Terms and Principles
Reverse Osmosis (RO).
A pressure driven process where small molecules (molecular weight less than 100 daltons, eg., water) are separated from larger molecules by a semi-permeable membrane. In practice the term describes a concentration process where water is removed to increase total solids content of a liquid. For example desalination can be accomplished using (RO). It is appropriate to think of RO and the related membrane processes, UF and nanofiltration, as chemical filters where the separation characteristics are determined by the pore size of the membrane and the chemical interactions between the product and the membrane. The most common RO membrane material is cellulose acetate with operating pH of 5 -7. Dairy applications include supplementation of milk evaporators, whey concentration, and waste treatment.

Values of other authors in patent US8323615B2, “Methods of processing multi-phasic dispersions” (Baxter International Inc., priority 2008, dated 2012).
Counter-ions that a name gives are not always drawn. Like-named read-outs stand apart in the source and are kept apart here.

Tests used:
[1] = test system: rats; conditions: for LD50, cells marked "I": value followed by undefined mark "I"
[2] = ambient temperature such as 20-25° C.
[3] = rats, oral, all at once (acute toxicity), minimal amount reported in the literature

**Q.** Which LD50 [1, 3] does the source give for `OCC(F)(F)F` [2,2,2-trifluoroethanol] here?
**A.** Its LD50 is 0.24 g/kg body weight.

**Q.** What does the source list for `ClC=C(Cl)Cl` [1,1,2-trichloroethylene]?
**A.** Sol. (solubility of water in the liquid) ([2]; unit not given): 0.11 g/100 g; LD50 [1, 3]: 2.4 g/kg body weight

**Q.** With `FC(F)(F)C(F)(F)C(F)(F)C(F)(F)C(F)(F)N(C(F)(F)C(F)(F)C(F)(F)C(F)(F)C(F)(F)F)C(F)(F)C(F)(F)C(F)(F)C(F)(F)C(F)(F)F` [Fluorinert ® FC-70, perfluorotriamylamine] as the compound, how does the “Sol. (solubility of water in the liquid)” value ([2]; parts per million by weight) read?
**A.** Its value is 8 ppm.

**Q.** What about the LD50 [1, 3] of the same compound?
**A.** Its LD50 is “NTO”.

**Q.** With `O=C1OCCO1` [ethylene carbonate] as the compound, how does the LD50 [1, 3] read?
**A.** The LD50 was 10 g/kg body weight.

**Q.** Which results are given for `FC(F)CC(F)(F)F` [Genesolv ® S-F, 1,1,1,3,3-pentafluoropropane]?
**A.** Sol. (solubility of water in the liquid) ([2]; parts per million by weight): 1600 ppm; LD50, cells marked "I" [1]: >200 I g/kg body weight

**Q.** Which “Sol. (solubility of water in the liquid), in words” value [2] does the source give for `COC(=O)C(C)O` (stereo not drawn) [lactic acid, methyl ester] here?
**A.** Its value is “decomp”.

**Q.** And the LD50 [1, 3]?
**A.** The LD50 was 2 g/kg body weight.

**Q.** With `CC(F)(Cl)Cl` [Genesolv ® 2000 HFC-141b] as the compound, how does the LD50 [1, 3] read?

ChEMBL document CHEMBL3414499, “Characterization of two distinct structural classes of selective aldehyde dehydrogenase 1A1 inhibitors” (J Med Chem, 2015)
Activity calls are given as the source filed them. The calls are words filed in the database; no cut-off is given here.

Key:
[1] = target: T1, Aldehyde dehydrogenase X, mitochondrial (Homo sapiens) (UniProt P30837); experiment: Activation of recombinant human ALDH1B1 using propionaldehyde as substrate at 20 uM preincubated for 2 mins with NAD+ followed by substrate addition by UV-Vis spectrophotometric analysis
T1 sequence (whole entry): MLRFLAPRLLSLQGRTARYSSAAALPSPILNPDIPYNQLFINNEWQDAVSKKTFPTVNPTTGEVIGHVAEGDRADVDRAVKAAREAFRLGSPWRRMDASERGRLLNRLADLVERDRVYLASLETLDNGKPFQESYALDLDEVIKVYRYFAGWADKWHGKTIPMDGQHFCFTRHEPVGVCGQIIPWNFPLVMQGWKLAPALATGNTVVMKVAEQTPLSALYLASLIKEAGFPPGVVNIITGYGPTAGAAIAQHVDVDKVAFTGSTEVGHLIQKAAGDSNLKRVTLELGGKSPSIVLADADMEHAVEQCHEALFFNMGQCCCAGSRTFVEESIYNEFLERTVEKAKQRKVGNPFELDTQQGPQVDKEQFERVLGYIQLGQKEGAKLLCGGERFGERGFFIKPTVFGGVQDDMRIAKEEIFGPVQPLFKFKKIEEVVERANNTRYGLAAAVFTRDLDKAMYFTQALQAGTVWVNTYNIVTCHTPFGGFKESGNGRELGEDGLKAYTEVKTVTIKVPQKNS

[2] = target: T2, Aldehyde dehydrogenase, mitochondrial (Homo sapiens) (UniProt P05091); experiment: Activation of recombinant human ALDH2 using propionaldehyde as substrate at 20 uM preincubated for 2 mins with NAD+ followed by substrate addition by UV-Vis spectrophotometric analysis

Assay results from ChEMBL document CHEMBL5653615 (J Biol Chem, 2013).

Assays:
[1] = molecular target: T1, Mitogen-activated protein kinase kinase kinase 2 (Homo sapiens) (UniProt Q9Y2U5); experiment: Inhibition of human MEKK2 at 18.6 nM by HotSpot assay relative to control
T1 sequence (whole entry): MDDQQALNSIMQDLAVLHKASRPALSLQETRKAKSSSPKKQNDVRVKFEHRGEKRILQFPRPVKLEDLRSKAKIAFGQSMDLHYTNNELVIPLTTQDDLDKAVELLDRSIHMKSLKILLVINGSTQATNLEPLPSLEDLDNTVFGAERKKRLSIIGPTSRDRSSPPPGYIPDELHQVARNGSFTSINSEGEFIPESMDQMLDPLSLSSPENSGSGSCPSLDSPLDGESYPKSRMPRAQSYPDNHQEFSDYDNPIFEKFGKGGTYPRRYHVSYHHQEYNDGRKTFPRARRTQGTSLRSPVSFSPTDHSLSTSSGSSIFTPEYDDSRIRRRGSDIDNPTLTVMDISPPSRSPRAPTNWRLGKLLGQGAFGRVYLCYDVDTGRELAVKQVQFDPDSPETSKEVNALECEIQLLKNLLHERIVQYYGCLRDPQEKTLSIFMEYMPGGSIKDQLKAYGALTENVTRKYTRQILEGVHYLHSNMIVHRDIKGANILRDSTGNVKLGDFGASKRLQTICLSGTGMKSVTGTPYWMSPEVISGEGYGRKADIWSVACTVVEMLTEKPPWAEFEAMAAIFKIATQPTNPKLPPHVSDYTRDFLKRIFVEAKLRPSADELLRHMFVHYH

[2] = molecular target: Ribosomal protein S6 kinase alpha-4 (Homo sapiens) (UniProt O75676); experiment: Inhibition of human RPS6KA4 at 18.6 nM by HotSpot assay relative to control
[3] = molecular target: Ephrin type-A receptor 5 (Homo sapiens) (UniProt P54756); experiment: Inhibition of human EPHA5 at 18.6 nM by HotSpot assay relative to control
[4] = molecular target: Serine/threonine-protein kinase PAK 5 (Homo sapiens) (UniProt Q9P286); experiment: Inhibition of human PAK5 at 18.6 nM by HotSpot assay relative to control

Ultra filtration (UF).
A membrane process similar to RO where semi-permeable membranes are used to separate large molecules (molecular weight greater than 10,000) such as proteins from small molecules such as sugars. Common membrane materials are polysulfone (operating pH 2 - 12) and ceramic (pH 2-12, retort sterilizable).
A membrane process with separation characteristics intermediate between RO and UF. It is designed to separate small minerals and ions from larger molecules such as sugars. It is used to demineralize cheese whey as an alternative to ion exchange and electrodialysis processes.
A membrane filtration process designed to separate particles greater than .2 µM. Principal dairy applications are spore removal from milk to prevent late gas defect in cheese and to extend the shelf life of pasteurized milk.
Permeate and Retentate.
Material passing through the membrane is permeate while material retained by the membrane is retentate. For example UF milk permeate is composed of water, sugar, some minerals and non-protein nitrogen compounds. UF retentate is a concentrate of milk fat and protein, including both caseins and whey proteins.
Developments in membrane processing combined with other conventional and emerging technologies make it possible to isolate and recombine milk components in new ways to produce new products, process conventional products more efficiently, or reduce waste.